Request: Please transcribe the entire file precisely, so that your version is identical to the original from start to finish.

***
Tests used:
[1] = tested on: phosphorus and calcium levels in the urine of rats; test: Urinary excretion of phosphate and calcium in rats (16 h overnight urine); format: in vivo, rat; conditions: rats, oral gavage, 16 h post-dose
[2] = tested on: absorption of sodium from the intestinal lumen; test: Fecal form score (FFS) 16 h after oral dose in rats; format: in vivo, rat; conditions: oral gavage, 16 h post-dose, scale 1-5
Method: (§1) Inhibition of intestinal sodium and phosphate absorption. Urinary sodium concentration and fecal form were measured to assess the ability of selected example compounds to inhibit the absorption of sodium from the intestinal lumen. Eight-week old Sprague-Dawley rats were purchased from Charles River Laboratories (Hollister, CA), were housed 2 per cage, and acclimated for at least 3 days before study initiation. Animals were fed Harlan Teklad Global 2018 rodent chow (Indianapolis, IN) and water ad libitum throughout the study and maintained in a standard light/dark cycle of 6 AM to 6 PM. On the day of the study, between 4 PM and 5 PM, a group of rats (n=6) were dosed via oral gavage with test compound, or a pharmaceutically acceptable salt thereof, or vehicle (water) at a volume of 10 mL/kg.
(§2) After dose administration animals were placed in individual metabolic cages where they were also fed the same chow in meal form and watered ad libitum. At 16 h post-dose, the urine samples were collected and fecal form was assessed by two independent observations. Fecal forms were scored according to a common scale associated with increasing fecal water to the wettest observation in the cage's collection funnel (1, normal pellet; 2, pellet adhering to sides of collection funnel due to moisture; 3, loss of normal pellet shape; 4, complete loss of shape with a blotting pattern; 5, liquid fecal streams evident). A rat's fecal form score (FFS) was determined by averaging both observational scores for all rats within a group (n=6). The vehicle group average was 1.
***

Tests used:
[1] = tested on: phosphorus and calcium levels in the urine of rats; test: Urinary excretion of phosphate and calcium in rats (16 h overnight urine); format: in vivo, rat; conditions: rats, oral gavage, 16 h post-dose
[2] = tested on: absorption of sodium from the intestinal lumen; test: Fecal form score (FFS) 16 h after oral dose in rats; format: in vivo, rat; conditions: oral gavage, 16 h post-dose, scale 1-5
Method: (§1) Inhibition of intestinal sodium and phosphate absorption. Urinary sodium concentration and fecal form were measured to assess the ability of selected example compounds to inhibit the absorption of sodium from the intestinal lumen. Eight-week old Sprague-Dawley rats were purchased from Charles River Laboratories (Hollister, CA), were housed 2 per cage, and acclimated for at least 3 days before study initiation. Animals were fed Harlan Teklad Global 2018 rodent chow (Indianapolis, IN) and water ad libitum throughout the study and maintained in a standard light/dark cycle of 6 AM to 6 PM. On the day of the study, between 4 PM and 5 PM, a group of rats (n=6) were dosed via oral gavage with test compound, or a pharmaceutically acceptable salt thereof, or vehicle (water) at a volume of 10 mL/kg.
(§2) After dose administration animals were placed in individual metabolic cages where they were also fed the same chow in meal form and watered ad libitum. At 16 h post-dose, the urine samples were collected and fecal form was assessed by two independent observations. Fecal forms were scored according to a common scale associated with increasing fecal water to the wettest observation in the cage's collection funnel (1, normal pellet; 2, pellet adhering to sides of collection funnel due to moisture; 3, loss of normal pellet shape; 4, complete loss of shape with a blotting pattern; 5, liquid fecal streams evident). A rat's fecal form score (FFS) was determined by averaging both observational scores for all rats within a group (n=6). The vehicle group average was 1.